“Ripple Gates” by artist Thomas Sayre is a feature of the new Julian B. Lane Park, opening to the public this week.[ ALESSANDRA DA PRA | Times]
TAMPA — Huge piles of mulch remain to be spread. The bocce ball court isn’t ready yet. And dozens of other little details remain for construction workers to complete in the final days before Julian B. Lane Riverfront Park opens to the public.
On Monday, Mayor Bob Buckhorn said the signature public works project of his two-term administration was 99 percent ready to go for its Mother’s Day weekend debut, when concerts are scheduled by the Florida Orchestra, the U.S. Navy Band and pop act Third Eye Blind, which the mayor referred to initially as “Third Blind Eye.”
Spokeswoman Ashley Bauman corrected him, and Buckhorn said that’s why he has “hipsters” working for him.
“I wanted the Commodores,” Buckhorn quipped, referring the funk-soul Motown act.
But attracting millenials from downtown and Seminole Heights to the west side of the Hillsborough River is serious business for the city, which helped pay for the $35.5 million project with about $15 million from Tampa’s settlement with BP over the 2010 Deepwater Horizon disaster.
They should be attracted by the adult soccer leagues, concerts, a state-of-the-art boat house where kayaks and paddle-boards eventually will be offered for rent, and 25 acres to chill, city Parks and Recreation officials said.
But young professionals are just part of the target audience. A playground and splash pad will draw families, including those from nearby public housing, Buckhorn said.
Basketball courts and playing fields are designed to encourage people from across racial and class lines to rub shoulders, he said.
“Green spaces and public parks are the great equalizers,” Buckhorn said during a break in a media tour of the park Monday morning. “You don’t have to buy a ticket. You just come with your family and create memories.”
Buckhorn said Water Works Park, opened in 2014, is a good example of how splash pads can bring diverse groups of people together.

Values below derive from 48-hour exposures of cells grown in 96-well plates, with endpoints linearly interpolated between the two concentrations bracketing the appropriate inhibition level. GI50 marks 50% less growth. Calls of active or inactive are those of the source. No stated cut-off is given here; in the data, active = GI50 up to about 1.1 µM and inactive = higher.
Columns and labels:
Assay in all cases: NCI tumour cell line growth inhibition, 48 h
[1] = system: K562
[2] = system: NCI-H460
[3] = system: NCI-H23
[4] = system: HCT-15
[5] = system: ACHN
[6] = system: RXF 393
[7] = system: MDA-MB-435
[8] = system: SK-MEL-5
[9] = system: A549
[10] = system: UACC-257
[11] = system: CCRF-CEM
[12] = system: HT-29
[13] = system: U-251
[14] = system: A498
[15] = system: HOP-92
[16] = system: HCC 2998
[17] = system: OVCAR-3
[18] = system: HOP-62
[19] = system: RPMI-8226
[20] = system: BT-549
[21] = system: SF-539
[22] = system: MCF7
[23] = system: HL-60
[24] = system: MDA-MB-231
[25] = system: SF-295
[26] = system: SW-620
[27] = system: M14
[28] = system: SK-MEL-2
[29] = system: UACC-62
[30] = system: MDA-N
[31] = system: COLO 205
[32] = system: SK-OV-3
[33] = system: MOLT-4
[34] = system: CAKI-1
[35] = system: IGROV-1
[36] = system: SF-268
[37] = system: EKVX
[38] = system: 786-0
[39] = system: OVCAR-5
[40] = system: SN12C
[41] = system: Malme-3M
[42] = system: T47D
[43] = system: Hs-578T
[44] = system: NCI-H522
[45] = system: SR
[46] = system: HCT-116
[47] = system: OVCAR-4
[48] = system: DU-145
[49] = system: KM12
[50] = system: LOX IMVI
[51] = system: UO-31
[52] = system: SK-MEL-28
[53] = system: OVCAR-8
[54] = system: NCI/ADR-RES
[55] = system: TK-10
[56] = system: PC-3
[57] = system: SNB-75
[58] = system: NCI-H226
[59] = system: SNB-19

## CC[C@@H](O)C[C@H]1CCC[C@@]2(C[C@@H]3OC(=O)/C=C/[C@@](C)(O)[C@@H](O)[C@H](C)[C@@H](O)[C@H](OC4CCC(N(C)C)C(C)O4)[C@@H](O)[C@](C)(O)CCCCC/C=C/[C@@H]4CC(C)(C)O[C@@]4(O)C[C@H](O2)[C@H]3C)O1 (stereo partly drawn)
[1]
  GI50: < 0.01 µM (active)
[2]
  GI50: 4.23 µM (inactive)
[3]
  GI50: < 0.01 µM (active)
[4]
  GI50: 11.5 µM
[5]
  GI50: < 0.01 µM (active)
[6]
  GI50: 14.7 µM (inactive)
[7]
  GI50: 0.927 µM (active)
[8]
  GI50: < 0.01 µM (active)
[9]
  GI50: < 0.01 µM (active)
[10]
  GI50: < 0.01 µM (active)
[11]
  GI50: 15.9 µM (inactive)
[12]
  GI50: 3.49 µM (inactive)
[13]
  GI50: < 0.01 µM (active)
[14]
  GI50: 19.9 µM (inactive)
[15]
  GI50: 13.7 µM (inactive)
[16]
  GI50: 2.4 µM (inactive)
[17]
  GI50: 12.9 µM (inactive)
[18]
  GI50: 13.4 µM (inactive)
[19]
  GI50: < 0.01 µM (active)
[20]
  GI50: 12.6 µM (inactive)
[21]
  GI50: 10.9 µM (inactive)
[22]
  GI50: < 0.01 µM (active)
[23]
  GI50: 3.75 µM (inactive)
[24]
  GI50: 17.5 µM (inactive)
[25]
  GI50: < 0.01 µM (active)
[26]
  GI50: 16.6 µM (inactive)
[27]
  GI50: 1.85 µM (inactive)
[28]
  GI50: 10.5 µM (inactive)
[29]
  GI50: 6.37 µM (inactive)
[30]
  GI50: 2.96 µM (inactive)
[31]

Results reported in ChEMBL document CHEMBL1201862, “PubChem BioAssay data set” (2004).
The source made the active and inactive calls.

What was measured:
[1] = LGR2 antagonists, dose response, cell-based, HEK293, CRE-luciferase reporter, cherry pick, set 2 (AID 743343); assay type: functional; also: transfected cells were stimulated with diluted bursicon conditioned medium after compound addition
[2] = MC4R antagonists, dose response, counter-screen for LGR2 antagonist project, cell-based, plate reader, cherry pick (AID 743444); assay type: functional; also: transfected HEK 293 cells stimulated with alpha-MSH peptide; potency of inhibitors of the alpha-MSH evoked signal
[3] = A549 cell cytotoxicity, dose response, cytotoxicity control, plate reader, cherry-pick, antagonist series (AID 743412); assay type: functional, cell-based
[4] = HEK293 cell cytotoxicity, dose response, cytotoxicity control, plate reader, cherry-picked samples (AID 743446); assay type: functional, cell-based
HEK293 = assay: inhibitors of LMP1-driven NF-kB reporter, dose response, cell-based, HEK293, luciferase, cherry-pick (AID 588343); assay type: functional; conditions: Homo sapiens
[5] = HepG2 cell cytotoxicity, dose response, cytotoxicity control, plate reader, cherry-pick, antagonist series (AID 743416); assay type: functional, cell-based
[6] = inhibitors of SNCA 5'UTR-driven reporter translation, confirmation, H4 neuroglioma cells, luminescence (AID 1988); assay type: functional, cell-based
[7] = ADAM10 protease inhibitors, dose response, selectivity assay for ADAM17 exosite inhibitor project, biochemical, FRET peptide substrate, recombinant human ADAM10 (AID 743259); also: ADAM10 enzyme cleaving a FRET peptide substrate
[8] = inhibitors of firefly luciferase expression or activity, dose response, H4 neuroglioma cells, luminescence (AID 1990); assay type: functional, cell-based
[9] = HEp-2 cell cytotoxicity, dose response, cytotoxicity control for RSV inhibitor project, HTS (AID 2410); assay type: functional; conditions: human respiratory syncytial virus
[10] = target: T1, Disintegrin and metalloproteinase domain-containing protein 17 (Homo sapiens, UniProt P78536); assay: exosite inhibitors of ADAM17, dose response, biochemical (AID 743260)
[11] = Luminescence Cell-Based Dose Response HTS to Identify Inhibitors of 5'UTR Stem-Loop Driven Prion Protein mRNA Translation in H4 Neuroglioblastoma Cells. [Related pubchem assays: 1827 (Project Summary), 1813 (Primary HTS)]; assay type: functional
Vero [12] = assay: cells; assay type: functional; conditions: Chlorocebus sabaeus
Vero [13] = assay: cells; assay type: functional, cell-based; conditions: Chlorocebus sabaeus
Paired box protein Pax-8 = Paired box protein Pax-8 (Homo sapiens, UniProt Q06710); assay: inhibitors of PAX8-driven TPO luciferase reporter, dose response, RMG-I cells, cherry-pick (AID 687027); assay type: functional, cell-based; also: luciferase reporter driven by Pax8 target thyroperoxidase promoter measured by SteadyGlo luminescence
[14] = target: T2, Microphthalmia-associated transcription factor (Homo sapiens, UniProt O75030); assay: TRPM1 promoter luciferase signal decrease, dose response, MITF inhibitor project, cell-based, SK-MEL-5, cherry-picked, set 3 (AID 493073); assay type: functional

Construction started in June 2016 and the original 18- month schedule stretched to nearly two years after unexpected debris and “bad dirt” slowed the city’s progress. The park’s price tag also riled City Council members last summer when they reluctantly voted for a property tax increase, grumbling that they wouldn’t have approved so much money for Julian B. Lane had they known it would contribute to a higher tax bill.
Now that it’s nearly done, the mayor said, people will remember the legacy, not the drama.
“It’s a game changer,” Buckhorn said.
The mayor will deliver his annual State of the City speech from the main stage near the water on Friday morning, kicking off a weekend that city officials expect will see a packed park. Depending on when the Tampa Bay Lightning play, another celebration might be added to the park’s full schedule of events, said Bauman, the city spokeswoman.
The Mayor’s Mac n’ Cheese Throwdown on Saturday and concerts on Sunday will headline a bevy of free family-friendly activities at the park.
The public investment in the park is already spurring private redevelopment in North Hyde Park, the mayor said, adding that its presence will activate the west side of the river.
“Its taking the best asset we have as a city, which is that water, and creating a place of destiny,” Buckhorn. “What will happen here is what happened on the east side.”
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